The RTN-16 has 3 Antennas yet Tomato only allows you to choose 2 of them when selecting the Transmit/Receive Antenna, does that mean that one of them is going to waste?
Date: 10 Dec 2010 15:26
Number of posts: 8
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My thoughts and questions too….
I wall-mounted the RT-N16 on its side and am having trouble setting the antennas vertically since the UTP cables are in the way. I am planning on installing a multibase so I can mount one of the antenna elsewhere but cannot seem to find any reference anywhere which of the three to use.
Rob, - no, your antennas are all used - see below. The choice of antenna in Tomato related mainly to the older, non MIMO, use of the radios.
ntginson, - you don't have to mount MIMO antennas vertically, just remember that the path radio waves take to the antennas must be different no matter how you mount them. Don't worry about it.
There doesn't seem to be much information on the web about MIMO that the guy in the street would understand, so here's a very simple description of how it works.
To make it possible to use higher speeds, you might imagine that you use two routers at once. That, for instance, could double the throughput. Now imagine that a router has two transmitters and receivers in one box. Again, this could be seen as doubling the throughput. But both of these ideas would of course accomplish this by taking up two radio channels.
What MIMO does can be considered as having those two radios on the SAME channel and both transmitting at once - each transmitting different information. How then, can the receiver tell the two signals apart? The answer is that because of what is known as "multipath" effects, the signal from one transmitter is picked up by, let's say, two receiving antennas at the other end. One will always be slightly different to the other, maybe it's a little stronger, or has been delayed a little compared with the other one. Consider, for example, one signal bouncing off a wall behind the router, for example, against the direct signal from the other transmitter. The decoder chip in the router uses very advanced mathematical analysis to compare the signal from the two antennas, and tell the two apart. The two streams are then added together and the result is an increase in throughput.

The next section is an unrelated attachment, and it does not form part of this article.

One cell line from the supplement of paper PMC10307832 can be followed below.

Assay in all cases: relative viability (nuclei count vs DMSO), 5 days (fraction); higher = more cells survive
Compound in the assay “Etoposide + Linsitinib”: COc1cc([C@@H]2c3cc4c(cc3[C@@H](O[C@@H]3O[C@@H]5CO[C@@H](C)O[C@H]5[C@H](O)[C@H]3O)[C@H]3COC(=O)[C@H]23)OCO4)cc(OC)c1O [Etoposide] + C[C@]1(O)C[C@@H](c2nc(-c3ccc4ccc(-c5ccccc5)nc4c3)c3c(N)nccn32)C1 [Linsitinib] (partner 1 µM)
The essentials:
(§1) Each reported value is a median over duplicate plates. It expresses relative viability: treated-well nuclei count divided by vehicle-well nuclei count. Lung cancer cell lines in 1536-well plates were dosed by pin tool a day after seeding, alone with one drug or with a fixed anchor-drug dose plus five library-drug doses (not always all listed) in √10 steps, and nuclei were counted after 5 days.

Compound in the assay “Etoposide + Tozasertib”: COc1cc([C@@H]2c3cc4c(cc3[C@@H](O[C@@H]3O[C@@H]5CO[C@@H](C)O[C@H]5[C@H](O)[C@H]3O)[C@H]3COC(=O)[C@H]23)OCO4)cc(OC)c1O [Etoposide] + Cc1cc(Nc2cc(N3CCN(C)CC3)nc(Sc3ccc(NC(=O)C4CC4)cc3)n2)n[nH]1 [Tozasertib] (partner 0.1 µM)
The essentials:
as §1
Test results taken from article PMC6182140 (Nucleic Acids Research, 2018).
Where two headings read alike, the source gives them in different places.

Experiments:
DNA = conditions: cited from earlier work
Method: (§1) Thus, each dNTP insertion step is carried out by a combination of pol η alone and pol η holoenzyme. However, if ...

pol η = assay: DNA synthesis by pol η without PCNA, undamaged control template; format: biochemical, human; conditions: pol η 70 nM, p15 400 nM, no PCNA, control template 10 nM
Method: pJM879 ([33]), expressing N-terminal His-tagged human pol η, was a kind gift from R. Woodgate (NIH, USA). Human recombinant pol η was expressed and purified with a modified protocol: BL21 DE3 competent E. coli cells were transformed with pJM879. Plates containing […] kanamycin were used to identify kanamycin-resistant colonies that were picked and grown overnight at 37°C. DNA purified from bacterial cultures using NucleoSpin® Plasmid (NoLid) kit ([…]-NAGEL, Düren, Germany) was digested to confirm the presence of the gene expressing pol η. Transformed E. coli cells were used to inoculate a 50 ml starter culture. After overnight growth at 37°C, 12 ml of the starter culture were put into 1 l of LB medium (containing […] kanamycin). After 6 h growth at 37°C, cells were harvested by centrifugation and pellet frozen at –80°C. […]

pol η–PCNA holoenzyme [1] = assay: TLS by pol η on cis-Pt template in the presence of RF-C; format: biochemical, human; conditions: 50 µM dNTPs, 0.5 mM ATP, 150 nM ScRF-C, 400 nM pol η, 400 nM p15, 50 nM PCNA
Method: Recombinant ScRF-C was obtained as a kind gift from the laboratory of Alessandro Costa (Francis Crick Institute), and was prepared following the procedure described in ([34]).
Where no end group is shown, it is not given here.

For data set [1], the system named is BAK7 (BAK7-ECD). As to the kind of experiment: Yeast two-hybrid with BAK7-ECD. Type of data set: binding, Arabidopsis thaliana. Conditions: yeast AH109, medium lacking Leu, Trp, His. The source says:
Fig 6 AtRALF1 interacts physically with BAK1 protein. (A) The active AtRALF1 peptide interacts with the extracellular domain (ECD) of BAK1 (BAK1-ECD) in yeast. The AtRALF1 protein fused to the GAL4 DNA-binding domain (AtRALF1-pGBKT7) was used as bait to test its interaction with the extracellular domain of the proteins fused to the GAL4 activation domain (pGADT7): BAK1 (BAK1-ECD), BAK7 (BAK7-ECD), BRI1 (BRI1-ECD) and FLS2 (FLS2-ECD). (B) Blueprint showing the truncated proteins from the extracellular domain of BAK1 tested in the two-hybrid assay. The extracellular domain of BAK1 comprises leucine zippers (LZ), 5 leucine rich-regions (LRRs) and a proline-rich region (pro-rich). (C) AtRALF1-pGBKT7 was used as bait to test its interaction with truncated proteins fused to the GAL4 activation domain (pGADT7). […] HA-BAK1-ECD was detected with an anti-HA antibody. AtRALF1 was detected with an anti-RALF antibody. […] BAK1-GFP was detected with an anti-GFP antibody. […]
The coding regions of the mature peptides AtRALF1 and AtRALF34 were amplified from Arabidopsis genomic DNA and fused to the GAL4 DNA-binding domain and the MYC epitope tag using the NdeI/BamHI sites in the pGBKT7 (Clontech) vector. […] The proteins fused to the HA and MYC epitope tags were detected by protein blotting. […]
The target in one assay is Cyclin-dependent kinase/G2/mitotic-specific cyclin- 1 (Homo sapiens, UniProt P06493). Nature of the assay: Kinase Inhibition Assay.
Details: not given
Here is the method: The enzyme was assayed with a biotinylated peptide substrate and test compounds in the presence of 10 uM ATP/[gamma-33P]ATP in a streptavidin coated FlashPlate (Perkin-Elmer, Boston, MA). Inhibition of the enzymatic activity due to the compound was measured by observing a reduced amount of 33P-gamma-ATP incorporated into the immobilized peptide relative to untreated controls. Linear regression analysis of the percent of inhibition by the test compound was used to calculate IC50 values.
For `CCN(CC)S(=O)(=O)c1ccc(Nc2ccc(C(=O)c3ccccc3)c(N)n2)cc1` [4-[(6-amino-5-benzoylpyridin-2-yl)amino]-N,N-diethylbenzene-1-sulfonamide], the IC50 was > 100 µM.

So wherever you put your antennas, the signal will always be a little different between each antenna. The bigger the difference, the easier it is to decode. Just try to align them in different directions if possible,
e.g. like this \ | /
If you are mounting sideways, think of one antenna bent away from the wall parallel to the floor, one pointing up at 45 deg, and the other down at 45 deg (looking at it sideways). This keeps them clear of the cables. Don't worry too much about the cables being close, but not too close or touching.
[Simplified explanation of MIMO operation]
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in general 2 antennas do tx/rx and the third one do only rx (diversity)
Don't fly in anything with a Capissen 38 engine, they fall right out of the sky…
Any recommendations for the following scenarios? High Gain Antennas and/ or with extension Cable?
Its because we dont get strong signal on the other level of the Condo due to Steel reinforced Concrete in middle. I am going to try increasing Power using Tomato software, but its genuine concrete caused wi fi signal attenuation.
- Replacing ONE or MORE or ALL the Antennas with bigger antenna more DBi?
- Only replacing ONE Antenna with a CABLE extension and Antenna on different floor of 2 level Condo (Which has RCC - Reinforced Concrete in between the 2 levels. )
- Just finding a "Good Quality" dependable cable (2/3 metres) that will not have a major Gain drop. (This seems the simplest & gets signal to avoid going through the Concrete). Any dependeable extension cables?
Please recommend for above scenarios?